How did American racism get to this point?

Joel Goza explores America’s addiction to racism and racialized poverty.
December 26, 2019

Joel Goza’s debut book contributes significantly to the searching examination of Ameri­can and Christian racism that is developing in our apocalyptic time.

Goza is a young white pastor from an evangelical background (Wheaton Col­lege and more) who has chosen to settle with his family in Houston’s black- and Latino-dominated, deeply impoverished Fifth Ward. There he has had the opportunity to observe white America’s historical and daily decision simply to throw away many black and brown people’s lives as if they don’t matter.

He is focused not just on America’s “addiction” to racism but also its addiction to economic inequality tied to race; that is, “racialized poverty.” Goza’s book emerges from a fully disillusioned quest to understand how it is that our country got to this evil place. He urgently seeks to discover what went wrong in both politics and religion.

In this endeavor Goza reflects our country’s current moment, in which the enduring diabolical power of white American racism has been unveiled and in which many (mainly white) people’s long-maintained illusions about Ameri­can virtue have come crashing to the ground. Part of this particular moment is the emergence of an unflinching resistance, especially on the part of those on the underside of President Trump’s project #MakeAmericaGreatAgain. Among the transformed resisters is a small number of white ex-evangelicals who, looking around them at their coreligionists—Trump’s most loyal base—have moved to a place of appalled, repentant renunciation.

The current moment is also creating a dramatic change in what 50 years ago was called the Christian “race relations” conversation and 20 years ago was called the “racial reconciliation” conversation. Today it is the “white supremacism” conversation. The time in which black and brown Christian people went soft on white Christian people in order not to bruise our feelings, too quickly puncture our illusions about ourselves, or make prayer breakfast conversations uncomfortable—those days are so over. And some small number of white people are ready for it. Goza, for one, wants the truth straight.

Goza undertakes his quest primarily through careful reading in the works of Thomas Hobbes, John Locke, and Adam Smith, which he contrasts with the claims of what he calls the “Prophetic Black Church.” Goza does not come to the study with any particular academic background in Enlightenment philosophy. He just reads everything he can get his hands on from this trinity of the founders of Western political philosophy and reports what they say. His overall conclusion is that racism was embedded in their philosophies and that this racism was transmitted in full into America’s founding practices and principles, as well as into the very marrow of white American religion.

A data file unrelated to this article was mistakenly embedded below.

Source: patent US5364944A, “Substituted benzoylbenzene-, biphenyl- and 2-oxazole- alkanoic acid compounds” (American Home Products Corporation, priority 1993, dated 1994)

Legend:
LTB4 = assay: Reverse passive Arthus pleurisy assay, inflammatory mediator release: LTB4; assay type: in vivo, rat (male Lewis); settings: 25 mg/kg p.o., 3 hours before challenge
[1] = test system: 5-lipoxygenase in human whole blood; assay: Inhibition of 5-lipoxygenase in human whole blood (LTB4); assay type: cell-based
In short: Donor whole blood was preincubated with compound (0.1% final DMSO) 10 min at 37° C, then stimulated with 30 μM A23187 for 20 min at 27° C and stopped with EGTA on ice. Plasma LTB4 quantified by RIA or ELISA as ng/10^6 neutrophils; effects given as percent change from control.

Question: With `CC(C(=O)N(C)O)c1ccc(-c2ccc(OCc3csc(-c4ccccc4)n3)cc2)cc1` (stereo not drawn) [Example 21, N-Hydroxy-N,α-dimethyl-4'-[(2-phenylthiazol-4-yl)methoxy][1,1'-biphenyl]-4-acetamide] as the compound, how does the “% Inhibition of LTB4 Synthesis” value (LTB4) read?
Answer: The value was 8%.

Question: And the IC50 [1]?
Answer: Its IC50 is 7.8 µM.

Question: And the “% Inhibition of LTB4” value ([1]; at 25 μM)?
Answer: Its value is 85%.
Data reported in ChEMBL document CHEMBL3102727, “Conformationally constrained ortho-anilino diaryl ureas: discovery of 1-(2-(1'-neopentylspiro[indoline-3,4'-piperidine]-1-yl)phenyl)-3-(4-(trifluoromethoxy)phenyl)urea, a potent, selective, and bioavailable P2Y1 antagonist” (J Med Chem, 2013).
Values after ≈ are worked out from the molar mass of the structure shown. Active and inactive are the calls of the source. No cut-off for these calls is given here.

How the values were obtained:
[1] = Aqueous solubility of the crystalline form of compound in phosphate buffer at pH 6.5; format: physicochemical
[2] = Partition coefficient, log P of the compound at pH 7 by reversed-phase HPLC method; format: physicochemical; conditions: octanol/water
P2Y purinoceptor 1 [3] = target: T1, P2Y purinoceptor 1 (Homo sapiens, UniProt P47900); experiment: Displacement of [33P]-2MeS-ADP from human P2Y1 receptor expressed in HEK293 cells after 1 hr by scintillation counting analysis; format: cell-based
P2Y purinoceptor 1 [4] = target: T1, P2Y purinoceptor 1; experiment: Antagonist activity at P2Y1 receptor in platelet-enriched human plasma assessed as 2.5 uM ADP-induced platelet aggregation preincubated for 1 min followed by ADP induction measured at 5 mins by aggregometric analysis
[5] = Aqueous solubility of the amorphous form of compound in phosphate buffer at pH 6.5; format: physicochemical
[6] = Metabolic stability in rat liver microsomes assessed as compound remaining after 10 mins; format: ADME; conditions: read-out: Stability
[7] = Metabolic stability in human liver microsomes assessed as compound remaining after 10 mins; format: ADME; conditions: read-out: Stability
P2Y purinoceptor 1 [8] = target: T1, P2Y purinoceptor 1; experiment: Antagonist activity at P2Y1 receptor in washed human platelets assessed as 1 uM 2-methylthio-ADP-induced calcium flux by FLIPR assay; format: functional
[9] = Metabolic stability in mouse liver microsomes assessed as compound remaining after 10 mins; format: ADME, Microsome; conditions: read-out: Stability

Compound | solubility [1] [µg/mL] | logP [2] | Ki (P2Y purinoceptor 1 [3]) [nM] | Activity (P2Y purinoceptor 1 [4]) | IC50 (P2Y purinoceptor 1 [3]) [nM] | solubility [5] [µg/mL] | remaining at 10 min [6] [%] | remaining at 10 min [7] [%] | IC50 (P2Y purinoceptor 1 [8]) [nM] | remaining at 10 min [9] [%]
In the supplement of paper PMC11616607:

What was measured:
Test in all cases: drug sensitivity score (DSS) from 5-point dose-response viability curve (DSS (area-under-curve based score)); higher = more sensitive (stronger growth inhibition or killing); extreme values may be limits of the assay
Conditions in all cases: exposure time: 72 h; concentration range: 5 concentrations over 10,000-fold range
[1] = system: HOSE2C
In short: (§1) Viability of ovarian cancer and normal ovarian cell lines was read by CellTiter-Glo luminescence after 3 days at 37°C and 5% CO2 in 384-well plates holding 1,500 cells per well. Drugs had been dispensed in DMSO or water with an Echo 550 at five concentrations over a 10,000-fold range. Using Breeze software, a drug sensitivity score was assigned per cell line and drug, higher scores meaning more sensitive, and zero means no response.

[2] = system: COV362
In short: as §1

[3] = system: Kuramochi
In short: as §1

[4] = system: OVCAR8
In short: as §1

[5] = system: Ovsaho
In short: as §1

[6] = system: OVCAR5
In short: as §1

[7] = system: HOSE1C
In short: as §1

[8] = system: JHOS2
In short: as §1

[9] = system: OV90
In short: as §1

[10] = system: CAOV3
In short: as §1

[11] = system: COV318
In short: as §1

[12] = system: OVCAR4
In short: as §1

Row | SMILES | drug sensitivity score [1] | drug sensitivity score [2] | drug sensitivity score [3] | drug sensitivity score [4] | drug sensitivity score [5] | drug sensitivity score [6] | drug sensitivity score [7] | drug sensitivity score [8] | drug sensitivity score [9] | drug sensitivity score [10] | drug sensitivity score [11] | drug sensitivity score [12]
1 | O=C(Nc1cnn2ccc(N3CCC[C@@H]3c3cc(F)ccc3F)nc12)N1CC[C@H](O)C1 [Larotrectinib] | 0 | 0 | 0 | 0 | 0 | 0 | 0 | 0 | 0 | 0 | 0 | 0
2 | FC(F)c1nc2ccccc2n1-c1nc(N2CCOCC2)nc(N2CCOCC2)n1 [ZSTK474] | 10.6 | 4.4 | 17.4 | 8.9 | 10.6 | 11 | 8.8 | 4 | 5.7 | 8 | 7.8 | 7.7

Goza argues that Hobbes (1588–1679) “provided a modern imagination formed by the slave master’s myth.” Locke (1632–1704) “provided a tangible way for government and religion to partner in institutionalizing that imagination in democratic and religiously ‘tolerant’ societies.” Smith (1723–1790) “articulated a morality of indifference to the gross inequalities our institutions fostered, ingraining the slave master’s myth into society’s soul.”

Together, Goza claims, this unholy trinity laid the foundations for Ameri­cans to believe that government is about protecting property rights rather than advancing the common good, that economics is a morality-free zone, that race-based inequity is fully acceptable be­cause of the worthlessness of nonwhite lives, and that justice is about retribution for crime rather than a prophetic vision of dignity, equality, fairness, or basic fellow humanity.

Goza also argues that these philosophers, in the often overlooked religious parts of their writings, helped distort American Christianity. They taught Chris­tians to believe that intimacy with God does not require intimacy with broken and abused people, that true religion is about “soul salvation,” and that indifference to injustice is irrelevant to a personal relationship with God.

I am not convinced that these philosophers are the primary source of these distortions of Christianity. But they may well have contributed to them. Those best positioned to analyze the accuracy of Goza’s treatment of Hobbes, Locke, and Smith are scholars of En­lightenment political philosophy. The quotes he cites, however, are clearly damning.

Overall, Goza’s archaeology of Ameri­­can foundations reinforces the most radical analysis of the sickness that besets us—that it goes to our very roots. American racism and racialized poverty are not an unfortunate detour from who we really are. This is who we really are.